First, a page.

Erin Gruwell Documents the War At Home

Erin Gruwell Documents the War At Home

Erin Gruwell graduated from Bonita High School in La Verne, but her undergrad studies took her to UC Irvine, and she later called Newport Beach home. She still recalls the "beautiful drive" along Pacific Coast Highway into Long Beach, where she would cut inland to reach her first teaching job at East Side LBC Woodrow Wilson High School in 1994.

"It was like two different worlds," Gruwell recalls from her north Long Beach home.

You likely know what happened next, thanks to her best-selling 1999 book, The Freedom Writers Diary: How a Teacher and 150 Teens Used Writing to Change Themselves and the World Around Them, and the 2007 feature film that spun out of the book, Freedom Writers with Hilary Swank.


Stories From an Undeclared War screens at Starlight Cinemas at Triangle Square. April 29, 6 p.m.

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* A curated sample of socially relevant offerings at the 2012 Newport Beach Film Festival.

* 'Behind the Orange Curtain' describes how a prescription-drug 'epidemic' is killing local kids.

A movie dearer to Gruwell's heart is the uplifting new documentary Stories From an Undeclared War, which screens as part of the Newport Beach Film Festival—much to the delight of the former resident.

It wasn't supposed to work out this way. She intended to go on and study law after UCI, but instead, she got the education bug and her master's from that public-schools teacher factory known as Cal State Long Beach.

Hired to teach freshman English to so-called "at-risk" students who called the Springdale and Carmelita housing projects home, Gruwell was confronted by kids who "hated reading, they hated writing, and they hated each other. They hated me because I was so perky and annoying in my pearls. They thought, 'Who is this crazy lady from Newport Beach?' They wondered when I would run to the principal and ask to leave."

As we already know, Gruwell did not go anywhere. Directed by Dennis Rice, Stories From an Undeclared War shows Hollywood's Freedom Writers only tells part of the story.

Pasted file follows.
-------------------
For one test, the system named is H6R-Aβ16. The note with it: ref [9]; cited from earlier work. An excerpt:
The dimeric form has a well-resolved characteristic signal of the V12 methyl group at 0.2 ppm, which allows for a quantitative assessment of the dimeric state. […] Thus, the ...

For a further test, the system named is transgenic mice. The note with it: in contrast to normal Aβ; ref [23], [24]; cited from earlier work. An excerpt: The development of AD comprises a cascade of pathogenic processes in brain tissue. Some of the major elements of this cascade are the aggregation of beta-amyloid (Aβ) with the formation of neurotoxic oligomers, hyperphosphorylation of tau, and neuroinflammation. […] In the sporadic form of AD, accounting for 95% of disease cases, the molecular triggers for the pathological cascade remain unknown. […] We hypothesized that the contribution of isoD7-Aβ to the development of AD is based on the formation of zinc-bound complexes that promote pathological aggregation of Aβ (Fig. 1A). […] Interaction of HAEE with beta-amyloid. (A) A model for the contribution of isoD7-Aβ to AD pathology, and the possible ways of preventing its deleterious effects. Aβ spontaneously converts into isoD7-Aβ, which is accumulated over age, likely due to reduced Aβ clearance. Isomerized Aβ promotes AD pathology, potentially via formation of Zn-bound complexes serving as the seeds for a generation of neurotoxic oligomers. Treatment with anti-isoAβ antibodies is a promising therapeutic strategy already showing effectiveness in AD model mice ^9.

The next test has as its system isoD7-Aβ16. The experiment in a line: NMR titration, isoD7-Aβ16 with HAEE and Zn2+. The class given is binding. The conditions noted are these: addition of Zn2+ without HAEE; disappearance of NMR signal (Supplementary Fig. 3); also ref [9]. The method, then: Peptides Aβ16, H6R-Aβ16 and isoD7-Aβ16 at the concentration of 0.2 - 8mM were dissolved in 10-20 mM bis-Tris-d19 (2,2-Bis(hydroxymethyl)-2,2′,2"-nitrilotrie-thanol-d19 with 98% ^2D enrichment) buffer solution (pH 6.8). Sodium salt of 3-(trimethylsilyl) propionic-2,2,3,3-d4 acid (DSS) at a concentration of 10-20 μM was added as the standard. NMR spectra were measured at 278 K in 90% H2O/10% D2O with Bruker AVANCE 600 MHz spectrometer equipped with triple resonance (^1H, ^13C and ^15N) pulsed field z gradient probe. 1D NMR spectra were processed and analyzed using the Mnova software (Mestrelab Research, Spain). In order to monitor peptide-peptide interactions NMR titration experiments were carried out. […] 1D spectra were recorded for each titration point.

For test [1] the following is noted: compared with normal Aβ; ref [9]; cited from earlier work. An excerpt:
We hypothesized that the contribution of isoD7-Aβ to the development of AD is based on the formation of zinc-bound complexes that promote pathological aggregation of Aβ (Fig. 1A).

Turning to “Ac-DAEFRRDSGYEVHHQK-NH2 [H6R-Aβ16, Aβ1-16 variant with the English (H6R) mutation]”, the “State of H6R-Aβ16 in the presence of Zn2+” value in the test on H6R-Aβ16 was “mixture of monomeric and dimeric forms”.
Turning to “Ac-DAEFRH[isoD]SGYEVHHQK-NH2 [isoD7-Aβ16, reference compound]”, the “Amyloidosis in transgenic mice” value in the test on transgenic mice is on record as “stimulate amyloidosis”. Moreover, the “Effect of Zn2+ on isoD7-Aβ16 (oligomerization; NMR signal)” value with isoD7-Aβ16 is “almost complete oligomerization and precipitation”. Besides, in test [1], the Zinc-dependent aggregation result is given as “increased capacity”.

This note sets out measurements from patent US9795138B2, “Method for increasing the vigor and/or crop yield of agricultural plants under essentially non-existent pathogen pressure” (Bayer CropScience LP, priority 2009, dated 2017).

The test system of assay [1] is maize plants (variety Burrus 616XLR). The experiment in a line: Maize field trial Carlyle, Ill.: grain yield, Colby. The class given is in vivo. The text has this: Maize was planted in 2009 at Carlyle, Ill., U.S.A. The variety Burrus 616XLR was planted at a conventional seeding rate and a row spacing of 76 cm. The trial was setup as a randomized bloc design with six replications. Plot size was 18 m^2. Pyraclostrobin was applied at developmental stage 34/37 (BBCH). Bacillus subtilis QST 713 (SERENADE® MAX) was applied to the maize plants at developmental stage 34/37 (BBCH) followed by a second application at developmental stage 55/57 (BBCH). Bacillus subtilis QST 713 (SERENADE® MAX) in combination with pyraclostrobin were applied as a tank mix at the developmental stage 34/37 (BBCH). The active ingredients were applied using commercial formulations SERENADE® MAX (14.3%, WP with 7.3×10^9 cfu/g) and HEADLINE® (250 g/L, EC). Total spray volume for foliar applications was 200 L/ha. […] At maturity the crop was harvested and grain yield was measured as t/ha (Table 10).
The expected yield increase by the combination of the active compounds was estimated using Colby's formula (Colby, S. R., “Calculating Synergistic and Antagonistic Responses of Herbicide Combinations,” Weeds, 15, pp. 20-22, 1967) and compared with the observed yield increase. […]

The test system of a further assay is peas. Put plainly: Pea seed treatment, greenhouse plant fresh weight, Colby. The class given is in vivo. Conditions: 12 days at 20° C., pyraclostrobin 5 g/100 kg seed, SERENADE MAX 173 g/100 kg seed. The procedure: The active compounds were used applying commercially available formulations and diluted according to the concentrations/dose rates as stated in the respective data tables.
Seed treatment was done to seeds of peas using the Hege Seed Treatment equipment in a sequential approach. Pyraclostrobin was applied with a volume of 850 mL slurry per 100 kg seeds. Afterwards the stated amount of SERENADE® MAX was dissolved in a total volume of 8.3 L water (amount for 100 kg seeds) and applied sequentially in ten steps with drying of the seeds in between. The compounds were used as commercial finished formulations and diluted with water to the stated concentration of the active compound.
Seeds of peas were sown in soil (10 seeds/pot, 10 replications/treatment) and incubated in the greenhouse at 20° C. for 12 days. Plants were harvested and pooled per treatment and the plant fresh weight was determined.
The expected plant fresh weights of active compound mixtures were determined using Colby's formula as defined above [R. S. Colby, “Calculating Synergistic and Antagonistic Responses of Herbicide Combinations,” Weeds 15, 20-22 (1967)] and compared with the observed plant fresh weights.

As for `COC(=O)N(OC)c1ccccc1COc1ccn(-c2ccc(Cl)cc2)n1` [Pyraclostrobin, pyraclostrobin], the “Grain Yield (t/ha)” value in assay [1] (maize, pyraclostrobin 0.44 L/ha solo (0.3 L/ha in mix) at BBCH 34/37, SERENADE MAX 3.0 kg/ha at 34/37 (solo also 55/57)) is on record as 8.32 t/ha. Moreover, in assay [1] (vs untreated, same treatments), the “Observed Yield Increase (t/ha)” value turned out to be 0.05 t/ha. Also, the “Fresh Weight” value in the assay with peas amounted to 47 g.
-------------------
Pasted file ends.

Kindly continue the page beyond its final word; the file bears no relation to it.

We see students such as Maria Reyes, who arrived in class with an ankle monitor and a probation officer, openly hostile to Gruwell and the idea of reading andwriting. After striking out with Shakespeare's Romeo and Juliet and the film West Side Story, Gruwell finally connects to Reyes and the rest with The Diary of Anne Frank and Zlata's Diary: A Child's Life in Wartime Sarajevo. The experience led to the documentary's title; years earlier, student Darrius Garrett said, "You know what, Ms. G? I feel like we came from an undeclared war zone."

The teacher went the extra mile by arranging for her students to meet young author Zlata Filipovic at the Newport Beach Marriott. After the Freedom Writers graduated, Gruwell went the extra, extra miles by arranging for them to revisit Filipovic in Sarajevo and to stand in Anne Frank's loft in Amsterdam. Gruwell not only stretched her public-teacher's salary to the max, but also leaned on family and friends for various fund-raisers, taught nights at National University, sold bras at Fashion Island's Nordstrom and worked the concierge desk at the Newport Beach Marriott, convincing her managers to put up Filipovic.

"My kids had never been to Newport Beach or a fancy hotel," Gruwell recalls. "To watch them meet this little refugee, the author of an international best-seller and an advocate for free speech, changed their lives. Knowing that Anne Frank wrote what she wrote and Zlata wrote what she wrote made them not only want to write, but also to be advocates."

They got their chance in Washington, D.C. , where the students are shown in Gruwell's favorite part of the documentary interacting with then-President Bill Clinton's Education Secretary Richard Riley. "They just feel they are these civil-rights leaders," Gruwell says with pride.

Her students were not only the first members of their families to graduate from high school, but many also got college degrees, and some work for Gruwell's nonprofit Freedom Writers Foundation, which helps teachers and students around the country. "Now, these kids are role models," she says. "When I look back at it, they changed me. There is just this beautiful full circle from where they started and where they ended up."

Speaking of full circles, there's another reason she appreciates her two-decades-in-the-making "labor of love" screening in Newport Beach. She took her students to the Lido Theatre to see Schindler's List and Hoop Dreams. In case you were wondering, yes, some of those Freedom Writers will return to Newport Beach to support their former teacher's film and participate in an audience Q&A. Gruwell hopes the discussion spills into the lobby afterward.

"What I love about the documentary is it feels to me like a love letter to teachers, a love letter at a time in education when teachers have been beat up," she says. "I think our feature film, as well as the documentary, show how important it is to be a good teacher. The most important thing a teacher can do is give students a voice."

This article appeared in print as "The War At Home: Freedom Writers muse Erin Gruwell brings documentary Stories From an Undeclared War back to her old stomping grounds."

Gruwell and her kids
Gruwell and her kids


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